New Zealand: “Authorities have declared a state of emergency after record rainfall hit the South Island. Flooding has destroyed a bridge and several roads. At least one person is thought to have died. … The country’s National Institute of Water and Atmospheric Research (NIWA) said the rain was brought by an atmospheric river which ‘has an atmospheric footprint’ that extends some 5000+ km, from the Timor Sea to New Zealand. … According to NIWA, Cropp Waterfall recorded 1,086 mm of rain in 48 hours to 27 March, the highest ever 48 hour total for the country”. (Floodlist)
Pakistan: “Days of heavy rain in Balochistan Province caused a landslide on 24 March, 2019, killing at least 6 people. According to local media reports, the landslide struck in Harnai. The victims, thought to include 5 children, were in their home at the time. Around 60 thousand people have been affected by flooding in Pakistan and northern Iran. According to the latest report from the UN Office for the Coordination of Humanitarian Affairs (UNOCHA), 31 people have been confirmed dead in flooding in Iran since last week.” (Floodlist)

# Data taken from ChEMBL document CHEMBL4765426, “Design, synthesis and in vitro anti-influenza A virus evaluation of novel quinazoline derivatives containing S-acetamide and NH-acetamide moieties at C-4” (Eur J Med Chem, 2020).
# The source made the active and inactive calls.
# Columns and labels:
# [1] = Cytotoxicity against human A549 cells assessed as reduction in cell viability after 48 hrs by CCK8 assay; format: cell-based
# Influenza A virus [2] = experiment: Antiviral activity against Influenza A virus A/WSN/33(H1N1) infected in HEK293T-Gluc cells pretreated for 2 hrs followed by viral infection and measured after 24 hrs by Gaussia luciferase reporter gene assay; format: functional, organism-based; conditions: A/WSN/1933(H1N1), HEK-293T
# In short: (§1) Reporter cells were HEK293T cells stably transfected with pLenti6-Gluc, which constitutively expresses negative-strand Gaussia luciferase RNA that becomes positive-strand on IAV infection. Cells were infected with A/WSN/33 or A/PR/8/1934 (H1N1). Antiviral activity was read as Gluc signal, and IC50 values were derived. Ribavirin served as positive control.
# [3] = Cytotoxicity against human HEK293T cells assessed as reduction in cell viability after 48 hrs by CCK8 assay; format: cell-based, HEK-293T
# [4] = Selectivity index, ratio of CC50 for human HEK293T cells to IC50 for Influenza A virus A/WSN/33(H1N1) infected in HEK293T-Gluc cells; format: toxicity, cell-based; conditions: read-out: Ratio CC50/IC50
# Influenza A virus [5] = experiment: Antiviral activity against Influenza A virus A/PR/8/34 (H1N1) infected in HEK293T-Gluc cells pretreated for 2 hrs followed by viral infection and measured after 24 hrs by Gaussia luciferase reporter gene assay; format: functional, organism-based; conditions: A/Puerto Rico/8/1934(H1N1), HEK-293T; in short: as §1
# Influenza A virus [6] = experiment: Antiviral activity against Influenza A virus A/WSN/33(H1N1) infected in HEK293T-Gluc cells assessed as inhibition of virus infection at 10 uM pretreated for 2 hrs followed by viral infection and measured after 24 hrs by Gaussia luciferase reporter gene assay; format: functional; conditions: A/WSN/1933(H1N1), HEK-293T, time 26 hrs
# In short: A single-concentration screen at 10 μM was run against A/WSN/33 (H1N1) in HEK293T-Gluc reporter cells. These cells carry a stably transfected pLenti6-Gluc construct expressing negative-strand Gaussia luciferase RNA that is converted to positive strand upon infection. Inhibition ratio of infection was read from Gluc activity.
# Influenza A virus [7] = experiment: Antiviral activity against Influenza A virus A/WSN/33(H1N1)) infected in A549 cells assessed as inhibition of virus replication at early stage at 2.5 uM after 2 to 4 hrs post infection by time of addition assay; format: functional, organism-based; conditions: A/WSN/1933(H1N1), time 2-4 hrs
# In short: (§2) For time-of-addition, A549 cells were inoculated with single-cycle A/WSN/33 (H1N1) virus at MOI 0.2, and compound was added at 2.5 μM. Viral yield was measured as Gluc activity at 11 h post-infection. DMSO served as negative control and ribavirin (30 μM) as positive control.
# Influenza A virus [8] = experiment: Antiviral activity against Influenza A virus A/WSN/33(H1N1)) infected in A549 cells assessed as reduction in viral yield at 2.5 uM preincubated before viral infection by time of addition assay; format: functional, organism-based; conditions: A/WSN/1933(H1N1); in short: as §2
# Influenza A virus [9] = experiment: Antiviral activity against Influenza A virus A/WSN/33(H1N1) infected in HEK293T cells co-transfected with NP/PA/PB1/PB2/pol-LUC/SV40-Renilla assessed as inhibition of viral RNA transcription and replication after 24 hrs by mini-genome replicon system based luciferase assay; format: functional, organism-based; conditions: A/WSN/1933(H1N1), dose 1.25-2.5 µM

USA: As yet another huge winter storm that has already caused floods in northern California and dumped another foot of snow over the Sierras, sweeps across the flood-saturated prairies of the midwest: